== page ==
Miguel, 37, agrees, assuring that ““the ghost”.(the sudden disappearance) it is inevitable when you have so much to offer at your fingertips” because you can afford to disappear without giving options and because surely any other “equal or better” will come out. For Silvia, 29, the key is “to be cynical”. “For me, the worst thing that can happen to me is to like someone & rdquo;, he says. “Because then I constantly suffer if I do something wrong. I spent hours of reading my messages before I send them so they’re perfect and don’t lose interest. If I even decide to take a pic in a bikini, so if I screw things up they won’t cancel the ‘match’ because I’m hot & rdquor ; , he jokes.
The “app” encourages you to believe that the next swipe will be the perfect “match”: behavior similar to the “one more spin and I’ll win” slots
On this consumerism of bodies Sociologist and writer Eva Iluz spoke at length. Statistically, “Tinder is an emotional techno-good, that is, a good that provides emotions and uses technology. And it is an emotional techno-commodity that profoundly changes the current forms of socialization & rdquor ;, he assures in an article very critical of these dynamics that are generated in the “app”.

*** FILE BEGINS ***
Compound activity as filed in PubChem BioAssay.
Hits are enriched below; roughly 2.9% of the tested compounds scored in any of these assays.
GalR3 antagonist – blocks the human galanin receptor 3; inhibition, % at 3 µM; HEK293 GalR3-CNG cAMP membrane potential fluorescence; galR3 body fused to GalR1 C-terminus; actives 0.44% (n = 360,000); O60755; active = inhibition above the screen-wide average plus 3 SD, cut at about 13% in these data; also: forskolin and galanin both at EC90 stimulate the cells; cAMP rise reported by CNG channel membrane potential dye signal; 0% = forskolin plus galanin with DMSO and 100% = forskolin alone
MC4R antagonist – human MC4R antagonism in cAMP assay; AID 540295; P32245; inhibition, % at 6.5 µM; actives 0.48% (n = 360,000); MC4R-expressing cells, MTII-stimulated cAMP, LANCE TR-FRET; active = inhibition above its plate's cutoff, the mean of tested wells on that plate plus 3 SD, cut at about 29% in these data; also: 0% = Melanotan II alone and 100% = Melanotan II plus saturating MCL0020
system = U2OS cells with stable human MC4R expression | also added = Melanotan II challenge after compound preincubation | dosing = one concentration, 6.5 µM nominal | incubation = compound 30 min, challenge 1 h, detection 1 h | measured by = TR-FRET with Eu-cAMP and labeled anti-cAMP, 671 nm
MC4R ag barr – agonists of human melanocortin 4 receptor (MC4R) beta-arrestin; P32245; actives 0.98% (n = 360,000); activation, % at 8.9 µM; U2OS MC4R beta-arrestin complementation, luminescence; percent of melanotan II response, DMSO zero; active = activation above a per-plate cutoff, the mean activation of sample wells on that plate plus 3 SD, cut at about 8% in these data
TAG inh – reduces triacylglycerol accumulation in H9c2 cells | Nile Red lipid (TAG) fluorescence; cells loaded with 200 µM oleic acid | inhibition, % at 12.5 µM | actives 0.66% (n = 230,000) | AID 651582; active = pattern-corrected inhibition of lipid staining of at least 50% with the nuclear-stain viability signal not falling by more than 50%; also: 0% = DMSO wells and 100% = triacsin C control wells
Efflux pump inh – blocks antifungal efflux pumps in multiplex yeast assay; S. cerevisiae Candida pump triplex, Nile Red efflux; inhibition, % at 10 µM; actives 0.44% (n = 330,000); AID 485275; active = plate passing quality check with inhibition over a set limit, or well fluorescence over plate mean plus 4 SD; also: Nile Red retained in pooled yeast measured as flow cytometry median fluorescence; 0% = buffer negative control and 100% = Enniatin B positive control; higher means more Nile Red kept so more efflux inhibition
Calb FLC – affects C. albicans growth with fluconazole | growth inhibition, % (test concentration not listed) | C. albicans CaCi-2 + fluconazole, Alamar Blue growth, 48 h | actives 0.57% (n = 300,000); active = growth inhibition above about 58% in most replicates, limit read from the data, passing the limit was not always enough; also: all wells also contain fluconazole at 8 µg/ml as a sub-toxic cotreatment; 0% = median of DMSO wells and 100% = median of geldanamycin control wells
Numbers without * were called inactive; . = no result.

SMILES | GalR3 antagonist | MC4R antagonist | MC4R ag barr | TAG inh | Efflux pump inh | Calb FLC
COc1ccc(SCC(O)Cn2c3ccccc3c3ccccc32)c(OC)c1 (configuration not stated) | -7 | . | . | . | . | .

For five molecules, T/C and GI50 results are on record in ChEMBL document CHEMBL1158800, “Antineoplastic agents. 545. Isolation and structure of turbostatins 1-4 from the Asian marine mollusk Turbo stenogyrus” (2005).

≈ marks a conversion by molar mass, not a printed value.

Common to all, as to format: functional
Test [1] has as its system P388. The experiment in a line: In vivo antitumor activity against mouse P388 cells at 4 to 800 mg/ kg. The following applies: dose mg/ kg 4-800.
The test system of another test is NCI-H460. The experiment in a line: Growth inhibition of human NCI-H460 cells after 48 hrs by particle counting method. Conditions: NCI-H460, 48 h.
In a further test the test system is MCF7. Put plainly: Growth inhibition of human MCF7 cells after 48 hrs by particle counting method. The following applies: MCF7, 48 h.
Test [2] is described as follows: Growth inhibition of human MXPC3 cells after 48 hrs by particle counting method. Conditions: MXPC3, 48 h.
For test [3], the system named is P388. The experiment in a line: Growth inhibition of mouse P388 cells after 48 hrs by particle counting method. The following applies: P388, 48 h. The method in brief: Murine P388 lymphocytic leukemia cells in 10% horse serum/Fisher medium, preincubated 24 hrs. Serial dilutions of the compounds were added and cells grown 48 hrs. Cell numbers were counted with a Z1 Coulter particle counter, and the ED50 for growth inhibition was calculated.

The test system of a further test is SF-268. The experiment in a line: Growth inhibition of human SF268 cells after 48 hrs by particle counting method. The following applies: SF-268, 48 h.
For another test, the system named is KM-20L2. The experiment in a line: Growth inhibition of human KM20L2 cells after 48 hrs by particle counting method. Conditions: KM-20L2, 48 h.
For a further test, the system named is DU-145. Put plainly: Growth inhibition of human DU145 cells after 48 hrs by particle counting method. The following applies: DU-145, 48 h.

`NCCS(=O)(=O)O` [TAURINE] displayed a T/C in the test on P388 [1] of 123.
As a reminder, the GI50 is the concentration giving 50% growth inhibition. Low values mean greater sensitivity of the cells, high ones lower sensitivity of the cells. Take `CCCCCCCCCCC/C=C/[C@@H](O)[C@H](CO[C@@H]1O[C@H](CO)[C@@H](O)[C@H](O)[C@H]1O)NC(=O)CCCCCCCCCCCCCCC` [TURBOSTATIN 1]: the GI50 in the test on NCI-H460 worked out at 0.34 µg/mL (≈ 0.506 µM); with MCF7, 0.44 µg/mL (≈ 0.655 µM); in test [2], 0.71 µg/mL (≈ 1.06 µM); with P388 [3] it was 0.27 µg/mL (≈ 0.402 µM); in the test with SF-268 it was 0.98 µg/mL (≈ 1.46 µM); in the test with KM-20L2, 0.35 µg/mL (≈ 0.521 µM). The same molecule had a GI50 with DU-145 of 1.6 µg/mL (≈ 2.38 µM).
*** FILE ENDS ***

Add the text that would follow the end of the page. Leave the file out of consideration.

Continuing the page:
Illusion and disappointment as a commodity
In short, Illouz is saying something obvious but hard to swallow for those still hoping to find love digitally: Tinder is an “app” that works because singleness exists, and therefore your merchandise to prosper are emotional experiences.
need of it let us invest in it with our illusions and hopes, and let them break and so continue in the “app” loop. Even the system of right and left, these “matches” (the reciprocal “like”) made so quickly, forces us not to think, just to receive stimuli and fill with emotions, believing that at the next “swing” ( rejection by swiping left, accept by swiping right) will be the perfect match. Behavior that evokes emotional responses similar to “one more roll and I win” in some slots.
“My cell phone is a dating graveyard: If I put ‘Tinder’ in the search engine, I get more than 20 guys I started talking to and never got anywhere”
Joaquin, 34 years old